HEAD TO HEAD: Drugs advertising poses a PR dilemma - The European Commission's decision to relax the ban on marketing. drugs has split the pharmaceuticals sector, says Steve Menary. PRWeek rounds up the views of those in favour and against

The EC last week announcedplans for a limited series of trials on

drugs for Aids, diabetes and asthma, under which information on

prescription drugs would be more readily available than ever before. The

proposals have already attracted vehement opposition. There is suspicion

in the sector that healthcare PR networks' niche - to communicate

without breaking the ban on advertising ethical drugs - will be

undermined by loosening the rules on information.



Kinetic MD Karen Moyse admits some of the proposals represent a cause

for concern, as well as an opportunity: 'We all want to take more

responsibility but only with the right level of control.'



Opponents, led in the UK by the Consumers' Association (CA), point to

experiences in the US, where drugs are advertised across media, and

predict a huge impact on the NHS. The CA claims drugs advertising in the

US led to an 84 per cent leap in the drugs bill between 1993 and 1998. A

recent CA survey showed that just six per cent of respondents would

trust drug firms to provide accurate information on the best

treatment.



On the other side of the debate, the antis argue that the drugs making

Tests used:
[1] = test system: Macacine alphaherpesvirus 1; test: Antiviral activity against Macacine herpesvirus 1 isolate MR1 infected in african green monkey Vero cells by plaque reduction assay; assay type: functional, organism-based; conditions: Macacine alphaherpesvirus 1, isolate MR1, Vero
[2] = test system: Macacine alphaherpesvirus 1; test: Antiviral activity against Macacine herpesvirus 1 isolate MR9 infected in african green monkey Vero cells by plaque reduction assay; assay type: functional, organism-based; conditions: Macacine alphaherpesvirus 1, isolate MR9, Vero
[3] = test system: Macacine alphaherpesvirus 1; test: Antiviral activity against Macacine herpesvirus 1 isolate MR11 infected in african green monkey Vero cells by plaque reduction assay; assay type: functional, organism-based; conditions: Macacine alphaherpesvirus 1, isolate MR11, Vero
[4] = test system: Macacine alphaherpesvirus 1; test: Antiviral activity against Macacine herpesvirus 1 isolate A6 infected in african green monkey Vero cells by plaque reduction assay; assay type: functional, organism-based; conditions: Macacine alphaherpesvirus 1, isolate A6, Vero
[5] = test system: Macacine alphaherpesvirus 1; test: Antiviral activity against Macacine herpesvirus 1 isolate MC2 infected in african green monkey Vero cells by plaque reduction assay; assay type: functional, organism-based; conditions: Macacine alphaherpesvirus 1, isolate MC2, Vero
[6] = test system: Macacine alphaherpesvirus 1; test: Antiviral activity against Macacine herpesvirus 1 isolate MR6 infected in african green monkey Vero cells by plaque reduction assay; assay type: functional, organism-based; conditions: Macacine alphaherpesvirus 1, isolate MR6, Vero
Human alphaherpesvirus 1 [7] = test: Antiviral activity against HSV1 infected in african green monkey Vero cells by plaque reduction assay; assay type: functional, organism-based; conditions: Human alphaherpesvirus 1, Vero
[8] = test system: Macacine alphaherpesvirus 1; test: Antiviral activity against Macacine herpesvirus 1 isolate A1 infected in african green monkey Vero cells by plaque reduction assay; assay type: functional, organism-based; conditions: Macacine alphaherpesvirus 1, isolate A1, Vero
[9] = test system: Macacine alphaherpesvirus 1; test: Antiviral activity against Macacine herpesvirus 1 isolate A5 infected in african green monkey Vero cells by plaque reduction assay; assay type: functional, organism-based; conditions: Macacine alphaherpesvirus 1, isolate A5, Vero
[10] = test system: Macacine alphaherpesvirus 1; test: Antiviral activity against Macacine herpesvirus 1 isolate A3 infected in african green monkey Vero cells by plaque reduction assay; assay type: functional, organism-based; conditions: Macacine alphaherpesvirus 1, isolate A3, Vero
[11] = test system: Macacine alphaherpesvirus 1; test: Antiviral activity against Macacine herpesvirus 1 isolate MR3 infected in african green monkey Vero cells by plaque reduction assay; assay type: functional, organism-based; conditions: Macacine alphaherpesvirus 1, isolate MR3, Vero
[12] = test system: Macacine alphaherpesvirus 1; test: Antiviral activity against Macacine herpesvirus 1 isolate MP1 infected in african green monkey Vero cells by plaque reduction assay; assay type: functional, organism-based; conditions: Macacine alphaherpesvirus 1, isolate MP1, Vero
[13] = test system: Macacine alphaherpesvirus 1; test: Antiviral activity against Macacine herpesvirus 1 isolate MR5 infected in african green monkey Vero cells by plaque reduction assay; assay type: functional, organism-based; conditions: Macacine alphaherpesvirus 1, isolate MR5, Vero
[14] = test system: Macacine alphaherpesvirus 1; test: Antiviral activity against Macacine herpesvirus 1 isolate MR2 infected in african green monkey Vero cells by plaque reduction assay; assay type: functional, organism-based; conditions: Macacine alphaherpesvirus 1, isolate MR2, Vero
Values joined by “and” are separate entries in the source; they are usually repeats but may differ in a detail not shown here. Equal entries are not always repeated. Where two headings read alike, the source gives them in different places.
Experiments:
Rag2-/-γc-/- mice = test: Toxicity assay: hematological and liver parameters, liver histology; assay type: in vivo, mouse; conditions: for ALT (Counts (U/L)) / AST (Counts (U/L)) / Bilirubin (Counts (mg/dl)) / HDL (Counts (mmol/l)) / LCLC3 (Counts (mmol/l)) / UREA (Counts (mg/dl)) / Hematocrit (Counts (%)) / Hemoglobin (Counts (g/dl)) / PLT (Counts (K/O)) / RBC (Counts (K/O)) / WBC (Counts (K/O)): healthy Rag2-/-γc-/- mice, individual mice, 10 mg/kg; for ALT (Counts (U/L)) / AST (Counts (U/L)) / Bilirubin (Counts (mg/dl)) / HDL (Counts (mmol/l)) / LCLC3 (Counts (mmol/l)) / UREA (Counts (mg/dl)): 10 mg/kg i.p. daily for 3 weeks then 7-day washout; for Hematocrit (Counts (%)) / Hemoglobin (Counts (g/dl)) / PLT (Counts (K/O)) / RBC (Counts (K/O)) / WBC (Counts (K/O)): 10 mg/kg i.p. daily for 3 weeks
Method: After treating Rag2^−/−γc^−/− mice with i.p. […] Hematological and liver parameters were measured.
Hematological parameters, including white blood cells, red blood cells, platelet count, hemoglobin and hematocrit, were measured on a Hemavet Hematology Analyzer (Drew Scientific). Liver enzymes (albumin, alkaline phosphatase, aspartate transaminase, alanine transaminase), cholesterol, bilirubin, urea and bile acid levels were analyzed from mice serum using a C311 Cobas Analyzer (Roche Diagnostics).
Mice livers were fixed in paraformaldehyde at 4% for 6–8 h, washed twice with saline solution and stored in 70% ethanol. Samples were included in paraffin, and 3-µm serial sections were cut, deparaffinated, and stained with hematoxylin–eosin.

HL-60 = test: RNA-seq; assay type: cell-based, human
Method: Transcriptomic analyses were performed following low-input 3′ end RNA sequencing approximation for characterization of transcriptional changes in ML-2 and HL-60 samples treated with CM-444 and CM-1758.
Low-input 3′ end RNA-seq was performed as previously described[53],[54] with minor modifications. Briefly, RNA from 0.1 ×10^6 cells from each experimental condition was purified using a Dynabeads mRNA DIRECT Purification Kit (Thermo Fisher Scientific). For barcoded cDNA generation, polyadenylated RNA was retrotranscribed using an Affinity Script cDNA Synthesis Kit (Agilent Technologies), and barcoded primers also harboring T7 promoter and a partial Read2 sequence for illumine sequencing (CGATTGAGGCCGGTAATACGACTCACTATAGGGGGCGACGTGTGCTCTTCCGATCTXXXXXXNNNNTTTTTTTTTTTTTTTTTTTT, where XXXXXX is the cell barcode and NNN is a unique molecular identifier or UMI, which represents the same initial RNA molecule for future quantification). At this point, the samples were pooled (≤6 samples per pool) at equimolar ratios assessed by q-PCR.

the most profit would be advertised more frequently, leading to patients

demanding these treatments and inflating the NHS's drugs bill.



CA principal policy adviser Clara Mackay says: 'Governments must put the

consumer first, but current restrictions in advertising prescription

drugs to the public should not be lifted. Patients need better

information on drugs and treatments but it is not appropriate for the

pharma industry to provide this.'



In contrast, the pharmaceutical industry denies that relaxing the ban

would lead to a dystopian society with drugs advertising seeping out

everywhere.



The EC's plans are expected to allow drug companies to create

interactive websites and to openly advertise treatments, in a way to be

monitored over five years. For some, this approach is far too timid.

'We're less than enthusiastic about what Europe is doing because it's

pathetically minor,' says Richard Ley, head of media relations at the

Association of British Pharmaceutical Industries, which represents major

UK drug manufacturers.



Fiona Tigar, head of press at UK drugs giant AstraZeneca, adds: 'We

still don't know the real detail about how it's going to run and how

we're going to monitor this information.'



A period of consultation is now underway with both sides furiously

lobbying the EC to establish the details and limits on company/patient

contact.



Once established, the long-term implications for the PR industry will

become clearer.



IN THE PRO CAMP

Bill Fullagar

Title: president

Organisation: Association of British Pharmaceutical Industries (ABPI)



'The European proposal is a small step in the right direction because it

acknowledges, for the first time, the need to provide good quality

information to the patient about their medicines. It is information the

UK pharmaceutical industry wants to be able to give patients. Some

opponents confuse the provision of information with North American-style

media and TV advertising campaigns, which my association is not

advocating.



'With the advent of the internet, the amount of information available

about healthcare and medicines has mushroomed. It is surely absurd that,

while websites giving information about medicines can be launched by

anyone, the people who know most about them are forbidden to pass their